What Depp v. Heard tells us about Toxic Fandom

Online bullying, parasocial relationships and good old-fashioned misogyny have turned domestic abuse into a spectator sport as part of the #MeToo backlash, says Sian Norris.

It was the television event of the Christmas season. Stuffed with chocolates and leftover turkey, the nation sat down to enjoy A very British scandal, a miniseries packed with period details and perfectly applied red lipstick, detailing the Argylls’ scandalous mid-century divorce.

Between silk shirt and high-waisted pants envy, I tweeted about male lead Paul Bettany’s friendship with actor Johnny Depp, a friendship that involved exchanging text messages where they ‘joked’ about drowning and burning Depp’s ex-wife, Amber Heard.

The couple had only been married for 15 months when Heard left Depp and accused him of domestic abuse. The story was picked up by Sun, where Dan Wootton called Depp a “wife beater”. He filed a defamation suit, but in October 2020 Judge Nicol said the newspaper had shown that his claims against Depp were “substantially true” and found that 12 of the 14 alleged incidents of domestic abuse had occurred.

In the exchange of messages, Bettany had suggested putting Heard through a drowning test, the medieval method of determining if a woman was a witch. “Let’s drown her before we burn her!!!” Depp responded. “Then I’ll fuck her burned corpse to make sure she’s dead.”

“My thoughts entirely,” Bettany replied.

An average of 24 people per minute are victims of rape, physical violence, or stalking by an intimate partner in the US The vast majority are women.

What happened next surprised even me, a veteran of Twitter pile-ons. For at least three days, I received tweet after tweet extolling Depp’s virtues and condemning Heard in the most vile and misogynistic language. My block button went into overdrive as I listened to Depp fans convinced of his innocence and victimization, of my misandrist ignorance, and of Heard’s evil.

I was told quite haughtily by numerous people that the exchange was referencing a Monty Python joke. I can’t say he’s a Python history buff, but I don’t think Cleese and Palin ever talked about raping a corpse.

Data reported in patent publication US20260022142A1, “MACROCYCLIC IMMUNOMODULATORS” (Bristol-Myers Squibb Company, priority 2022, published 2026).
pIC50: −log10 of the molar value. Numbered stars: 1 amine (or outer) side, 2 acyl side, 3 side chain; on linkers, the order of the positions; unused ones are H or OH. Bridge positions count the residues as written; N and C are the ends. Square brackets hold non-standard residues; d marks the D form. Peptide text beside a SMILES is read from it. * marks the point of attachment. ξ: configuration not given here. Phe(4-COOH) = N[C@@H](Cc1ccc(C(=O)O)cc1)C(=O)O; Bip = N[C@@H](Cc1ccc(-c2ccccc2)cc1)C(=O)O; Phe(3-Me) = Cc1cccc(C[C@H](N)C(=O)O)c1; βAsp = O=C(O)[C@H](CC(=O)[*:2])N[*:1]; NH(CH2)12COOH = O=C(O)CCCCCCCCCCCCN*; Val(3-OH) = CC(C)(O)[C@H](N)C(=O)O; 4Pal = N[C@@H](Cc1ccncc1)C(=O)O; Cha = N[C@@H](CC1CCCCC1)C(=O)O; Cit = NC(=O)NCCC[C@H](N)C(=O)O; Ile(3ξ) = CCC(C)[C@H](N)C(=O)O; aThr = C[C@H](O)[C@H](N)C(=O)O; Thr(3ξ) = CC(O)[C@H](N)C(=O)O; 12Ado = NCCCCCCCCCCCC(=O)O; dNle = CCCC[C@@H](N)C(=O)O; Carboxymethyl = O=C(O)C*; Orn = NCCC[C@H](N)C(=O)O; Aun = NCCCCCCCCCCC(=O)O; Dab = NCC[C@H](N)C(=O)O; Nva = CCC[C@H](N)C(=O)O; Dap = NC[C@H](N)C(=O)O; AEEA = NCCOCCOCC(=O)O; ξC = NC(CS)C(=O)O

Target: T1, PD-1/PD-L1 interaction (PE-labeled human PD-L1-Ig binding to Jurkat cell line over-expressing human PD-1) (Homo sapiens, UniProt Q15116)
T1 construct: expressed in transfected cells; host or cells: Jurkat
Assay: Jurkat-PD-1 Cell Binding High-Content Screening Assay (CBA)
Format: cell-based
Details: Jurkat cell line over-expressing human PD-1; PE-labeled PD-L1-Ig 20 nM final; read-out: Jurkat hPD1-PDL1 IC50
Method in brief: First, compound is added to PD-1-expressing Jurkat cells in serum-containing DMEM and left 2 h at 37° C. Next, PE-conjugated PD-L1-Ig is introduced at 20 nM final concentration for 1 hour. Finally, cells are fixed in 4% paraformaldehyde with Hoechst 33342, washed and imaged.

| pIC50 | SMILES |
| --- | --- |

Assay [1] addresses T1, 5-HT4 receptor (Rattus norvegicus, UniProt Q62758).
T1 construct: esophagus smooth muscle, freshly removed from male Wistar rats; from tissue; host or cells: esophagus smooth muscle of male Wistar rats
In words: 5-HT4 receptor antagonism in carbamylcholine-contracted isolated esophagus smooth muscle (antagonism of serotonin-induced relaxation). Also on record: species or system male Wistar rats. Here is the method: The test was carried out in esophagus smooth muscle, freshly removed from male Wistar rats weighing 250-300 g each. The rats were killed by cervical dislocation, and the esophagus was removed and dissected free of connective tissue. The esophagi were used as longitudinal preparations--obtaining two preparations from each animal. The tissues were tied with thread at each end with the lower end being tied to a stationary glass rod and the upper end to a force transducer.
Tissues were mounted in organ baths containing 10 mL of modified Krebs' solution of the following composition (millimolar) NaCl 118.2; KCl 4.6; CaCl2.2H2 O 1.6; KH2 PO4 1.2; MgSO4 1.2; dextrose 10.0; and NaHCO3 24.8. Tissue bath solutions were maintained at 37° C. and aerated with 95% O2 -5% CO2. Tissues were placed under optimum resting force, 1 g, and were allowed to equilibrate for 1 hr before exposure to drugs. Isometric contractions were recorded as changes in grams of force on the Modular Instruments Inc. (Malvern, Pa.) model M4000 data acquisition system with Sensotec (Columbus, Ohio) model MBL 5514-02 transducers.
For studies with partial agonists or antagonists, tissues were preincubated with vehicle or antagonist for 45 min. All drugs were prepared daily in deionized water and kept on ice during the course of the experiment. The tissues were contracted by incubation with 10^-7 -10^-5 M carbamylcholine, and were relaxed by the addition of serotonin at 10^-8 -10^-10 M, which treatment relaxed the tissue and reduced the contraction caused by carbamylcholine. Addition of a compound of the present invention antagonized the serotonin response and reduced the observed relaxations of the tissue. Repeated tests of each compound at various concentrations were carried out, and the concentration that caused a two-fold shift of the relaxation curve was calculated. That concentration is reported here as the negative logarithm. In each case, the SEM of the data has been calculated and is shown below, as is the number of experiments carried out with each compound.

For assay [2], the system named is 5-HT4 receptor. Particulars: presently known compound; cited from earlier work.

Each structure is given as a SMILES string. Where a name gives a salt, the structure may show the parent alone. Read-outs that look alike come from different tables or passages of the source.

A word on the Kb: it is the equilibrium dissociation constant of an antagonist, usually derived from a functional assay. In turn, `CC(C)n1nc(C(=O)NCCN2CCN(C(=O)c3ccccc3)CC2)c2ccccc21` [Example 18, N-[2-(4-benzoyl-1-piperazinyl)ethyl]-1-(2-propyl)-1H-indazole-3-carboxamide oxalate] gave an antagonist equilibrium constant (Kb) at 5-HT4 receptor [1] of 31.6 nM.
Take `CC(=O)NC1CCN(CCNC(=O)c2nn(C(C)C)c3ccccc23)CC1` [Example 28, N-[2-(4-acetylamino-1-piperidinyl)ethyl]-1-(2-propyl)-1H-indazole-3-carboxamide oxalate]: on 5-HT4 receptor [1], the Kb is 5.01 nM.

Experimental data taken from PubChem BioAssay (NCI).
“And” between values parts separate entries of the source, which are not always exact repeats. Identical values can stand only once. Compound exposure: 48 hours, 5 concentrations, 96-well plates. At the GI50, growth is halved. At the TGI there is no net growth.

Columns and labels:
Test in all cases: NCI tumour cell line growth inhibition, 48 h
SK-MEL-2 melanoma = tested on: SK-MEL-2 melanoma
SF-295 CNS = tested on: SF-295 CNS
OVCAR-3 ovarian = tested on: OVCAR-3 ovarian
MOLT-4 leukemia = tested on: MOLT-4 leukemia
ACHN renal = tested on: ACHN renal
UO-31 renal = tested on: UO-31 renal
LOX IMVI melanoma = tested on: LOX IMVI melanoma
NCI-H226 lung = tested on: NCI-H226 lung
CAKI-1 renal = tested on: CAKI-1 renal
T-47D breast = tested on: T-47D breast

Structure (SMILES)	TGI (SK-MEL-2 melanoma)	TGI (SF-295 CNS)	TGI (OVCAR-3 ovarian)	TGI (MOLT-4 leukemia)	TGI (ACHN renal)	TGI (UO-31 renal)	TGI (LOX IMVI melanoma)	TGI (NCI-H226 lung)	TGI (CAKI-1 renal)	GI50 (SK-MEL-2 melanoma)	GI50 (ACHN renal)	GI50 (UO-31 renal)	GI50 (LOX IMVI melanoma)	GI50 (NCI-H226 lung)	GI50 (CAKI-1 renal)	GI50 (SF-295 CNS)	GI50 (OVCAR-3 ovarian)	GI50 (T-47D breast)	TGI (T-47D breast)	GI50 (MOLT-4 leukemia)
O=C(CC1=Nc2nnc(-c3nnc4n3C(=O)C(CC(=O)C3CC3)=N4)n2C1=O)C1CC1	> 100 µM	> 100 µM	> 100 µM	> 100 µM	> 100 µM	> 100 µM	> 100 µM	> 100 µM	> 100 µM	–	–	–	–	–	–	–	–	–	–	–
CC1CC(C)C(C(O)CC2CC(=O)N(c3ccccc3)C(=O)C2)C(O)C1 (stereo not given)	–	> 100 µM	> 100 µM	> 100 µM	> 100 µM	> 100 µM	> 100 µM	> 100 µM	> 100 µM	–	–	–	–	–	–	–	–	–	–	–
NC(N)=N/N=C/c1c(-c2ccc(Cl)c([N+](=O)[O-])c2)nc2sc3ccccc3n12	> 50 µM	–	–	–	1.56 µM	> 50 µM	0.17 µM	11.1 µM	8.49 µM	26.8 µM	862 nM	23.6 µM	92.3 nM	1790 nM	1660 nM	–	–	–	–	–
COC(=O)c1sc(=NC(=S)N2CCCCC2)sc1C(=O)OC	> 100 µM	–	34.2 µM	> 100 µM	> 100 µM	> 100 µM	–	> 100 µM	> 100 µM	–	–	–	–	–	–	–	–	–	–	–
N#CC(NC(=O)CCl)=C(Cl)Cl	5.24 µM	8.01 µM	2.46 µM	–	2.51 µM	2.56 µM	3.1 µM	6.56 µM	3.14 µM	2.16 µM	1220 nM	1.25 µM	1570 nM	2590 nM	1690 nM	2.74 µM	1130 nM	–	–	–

My experience with Depp’s “stans” (a term derived from Eminem’s song “Stan” to denote extreme fandom) meant that I had tried not to commit to Depp and Heard’s return to the courtroom, this time in the USA with a jury. and in front of an army of television cameras. Depp had sued Heard for $50 million for defamation, regarding an op-ed she wrote about being a victim of domestic abuse. Heard countersued for $100 million.

But it didn’t really matter that I had decided not to commit. She couldn’t escape the courtroom that had turned allegations of domestic abuse into a form of grotesque entertainment for the masses. Every time I checked my Instagram or Facebook feeds, I was met with pro-Depp content… even though my private Instagram account was mostly friends, books, and classic movie clips. I wasn’t following the case, but social media made sure the case followed me.

We now to know that the daily wire, a conservative outlet founded by Ben Shapiro, spent thousands of dollars promoting anti-Heard and pro-Depp messages on social media. Heard also claims that Depp orchestrated a “trolling campaignagainst her, with his promises that he would humiliate her, leading some experts to suggest that the two court cases are a form of ongoing abuse.

Bettany and Depp’s text messages were beginning to feel accurate, with the crowd eating peanuts making the scene less of a libel case and more of a witch trial.

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Toxic Fandom

The behavior of Depp’s fans during the trial demonstrates an intense and often toxic bond between the star and the people who have chosen to make him their cause.

“In the 1950s, a theory called ‘parasocial relationships’ was developed,” said Dr. Kirsty Sedgman of the University of Bristol. author times. Sedgman investigates audiences and fan culture. “The theory arose with the advent of televisions in the home, and parasocial interactions describe the intense and personal sense of connection viewers can have with celebrities.”

Such interactions help explain his fans’ identification with Depp, a man who permeated their living rooms and fantasies for more than three decades. It is the belief that he is someone they know and that he would be his friend or even his lover if they met. Women in particular seem to have a vested interest in defending and supporting him in a way that we would normally only expect from people we know ‘in real life’.